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Editorial: A Humble Defense of Backpackers

Quoted by many mainstream national media, including, the Minister of Maritime Affairs and Investment Luhut Binsar Pandjaitan, who also serves as the National COVID-19 Czar, said that in the future, Indonesian tourism wants to focus on quality foreign tourists and ban international “backpackers.”

Follow-up reporting to Minister Luhut’s comments states that Indonesian Immigration officials would soon screen foreign nationals applying for tourist visas, screening out those determined to be “low quality” backpackers. Luhut continued: “We will filter arriving tourists. We don’t want backpackers coming to a clean Bali. We want (only) quality visitors.”

With due respect to Minister Luhut, who is doing a masterful job in combatting COVID-19, there’s abundant authoritative evidence that his reasoning may be flawed when it comes to the youth and backpacker tourism sectors.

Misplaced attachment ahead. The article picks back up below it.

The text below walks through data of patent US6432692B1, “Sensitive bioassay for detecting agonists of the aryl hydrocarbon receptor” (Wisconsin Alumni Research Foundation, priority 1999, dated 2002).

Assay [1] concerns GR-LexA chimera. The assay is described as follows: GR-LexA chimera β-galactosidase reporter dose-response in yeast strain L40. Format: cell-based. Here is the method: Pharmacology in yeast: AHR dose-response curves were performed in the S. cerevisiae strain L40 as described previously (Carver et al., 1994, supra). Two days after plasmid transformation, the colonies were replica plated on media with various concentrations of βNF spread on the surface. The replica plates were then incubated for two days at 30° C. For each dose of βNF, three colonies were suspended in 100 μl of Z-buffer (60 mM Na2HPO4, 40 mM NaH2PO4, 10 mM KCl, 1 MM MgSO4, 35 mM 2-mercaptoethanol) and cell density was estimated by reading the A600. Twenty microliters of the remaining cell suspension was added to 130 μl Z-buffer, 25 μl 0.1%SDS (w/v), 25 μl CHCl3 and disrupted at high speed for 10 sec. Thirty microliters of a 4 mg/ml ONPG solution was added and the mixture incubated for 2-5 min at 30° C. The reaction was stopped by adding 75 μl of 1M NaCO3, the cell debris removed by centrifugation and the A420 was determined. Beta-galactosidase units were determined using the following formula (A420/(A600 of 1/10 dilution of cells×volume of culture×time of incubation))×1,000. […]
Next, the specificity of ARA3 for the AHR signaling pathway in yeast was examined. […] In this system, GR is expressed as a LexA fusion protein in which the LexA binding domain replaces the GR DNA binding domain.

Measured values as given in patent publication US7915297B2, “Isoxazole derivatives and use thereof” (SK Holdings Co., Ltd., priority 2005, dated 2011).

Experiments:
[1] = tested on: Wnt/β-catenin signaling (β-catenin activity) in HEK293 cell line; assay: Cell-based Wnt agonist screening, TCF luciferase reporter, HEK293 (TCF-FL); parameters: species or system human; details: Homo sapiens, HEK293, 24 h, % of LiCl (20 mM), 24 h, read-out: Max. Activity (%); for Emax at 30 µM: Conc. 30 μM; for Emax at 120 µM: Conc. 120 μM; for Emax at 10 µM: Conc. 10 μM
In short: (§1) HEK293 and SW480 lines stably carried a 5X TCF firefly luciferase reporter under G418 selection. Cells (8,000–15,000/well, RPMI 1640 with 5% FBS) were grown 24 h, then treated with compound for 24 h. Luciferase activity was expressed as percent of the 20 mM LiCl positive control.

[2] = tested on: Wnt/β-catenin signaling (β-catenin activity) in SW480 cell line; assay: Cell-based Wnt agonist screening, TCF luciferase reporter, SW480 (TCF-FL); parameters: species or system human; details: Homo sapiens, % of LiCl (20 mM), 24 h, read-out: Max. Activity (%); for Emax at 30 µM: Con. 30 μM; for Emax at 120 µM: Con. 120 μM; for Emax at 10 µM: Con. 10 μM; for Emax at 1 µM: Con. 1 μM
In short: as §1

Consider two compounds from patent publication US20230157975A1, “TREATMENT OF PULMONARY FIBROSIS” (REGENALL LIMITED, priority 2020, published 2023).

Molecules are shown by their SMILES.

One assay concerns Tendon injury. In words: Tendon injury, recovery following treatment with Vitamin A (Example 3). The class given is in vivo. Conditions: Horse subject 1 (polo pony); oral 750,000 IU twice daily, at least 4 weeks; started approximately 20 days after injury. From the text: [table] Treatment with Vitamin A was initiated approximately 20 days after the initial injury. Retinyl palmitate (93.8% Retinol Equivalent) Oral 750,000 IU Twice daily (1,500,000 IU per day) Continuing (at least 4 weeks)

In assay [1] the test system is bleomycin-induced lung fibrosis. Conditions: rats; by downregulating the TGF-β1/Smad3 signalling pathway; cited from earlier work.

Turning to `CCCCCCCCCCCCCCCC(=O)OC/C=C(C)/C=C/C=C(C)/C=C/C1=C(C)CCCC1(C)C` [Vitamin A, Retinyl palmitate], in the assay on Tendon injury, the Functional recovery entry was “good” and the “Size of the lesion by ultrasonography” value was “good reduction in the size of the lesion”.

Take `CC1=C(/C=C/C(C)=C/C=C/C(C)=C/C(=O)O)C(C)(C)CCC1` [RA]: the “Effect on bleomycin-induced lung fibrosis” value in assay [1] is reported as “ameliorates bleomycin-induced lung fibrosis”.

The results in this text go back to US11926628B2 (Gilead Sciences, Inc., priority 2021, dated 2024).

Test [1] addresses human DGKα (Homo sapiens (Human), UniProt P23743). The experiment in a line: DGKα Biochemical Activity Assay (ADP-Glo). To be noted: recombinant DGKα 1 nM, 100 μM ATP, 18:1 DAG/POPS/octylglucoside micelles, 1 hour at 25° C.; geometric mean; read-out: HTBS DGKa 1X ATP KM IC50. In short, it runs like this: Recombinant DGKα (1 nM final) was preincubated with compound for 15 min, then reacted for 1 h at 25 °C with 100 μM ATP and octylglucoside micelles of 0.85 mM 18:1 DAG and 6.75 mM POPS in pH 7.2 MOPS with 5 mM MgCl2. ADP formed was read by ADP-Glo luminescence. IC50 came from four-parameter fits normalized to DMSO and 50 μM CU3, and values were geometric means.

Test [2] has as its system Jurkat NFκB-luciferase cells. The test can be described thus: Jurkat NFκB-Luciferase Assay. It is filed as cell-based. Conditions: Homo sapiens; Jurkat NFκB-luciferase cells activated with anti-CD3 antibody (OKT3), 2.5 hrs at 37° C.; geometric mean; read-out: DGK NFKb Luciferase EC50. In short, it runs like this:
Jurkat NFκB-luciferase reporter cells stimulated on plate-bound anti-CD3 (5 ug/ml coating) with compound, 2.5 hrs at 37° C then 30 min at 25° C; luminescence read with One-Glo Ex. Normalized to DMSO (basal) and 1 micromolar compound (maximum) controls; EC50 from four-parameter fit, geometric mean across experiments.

The United Nation’s World Trade Organization (WTO) has done extensive research on the potential economic and strategic value of backpackers and their fellow travelers classed as “the youth market” – those comprised of “generation y” (millennials, born between 1980 and 2000) and “generation z” (born after 2000).  

Moreover, a solid case can be made that the “youth market,” given its size and market potential, is the market segment best suited to help Indonesia develop its national tourism goals, especially the desire to encourage tourism development in remote, underdeveloped areas, such as the much-touted “10 New Bali’s.”

In examining the youth market and its significant backpacker component, we hope Minister Luhut and the Minister of Tourism and the Creative Economy, Sandiaga Uno, will consider some of the following:

Indonesian Backpackers

Pak Luhut and Pak Sandiaga – the leaders plotting the course of future tourism in Indonesia will hopefully not fail to notice that the Indonesian members of “Generation X” and “Generation Y” have markedly different travel tastes from their parents. Young Indonesians are now among the world’s most gadget-savvy, eager to learn, share, and influence social media. Very much unlike their parents, many young Indonesian are also “backpackers” who grab their wallets, ATM cards, shorts, and a backpack to explore the endless wonders and cultural diversity of Tanah Airku Indonesia.

We hope that with his stated disdain for backpackers, Minister Luhut will not someday discover he has thrown out the baby with the bathwater.

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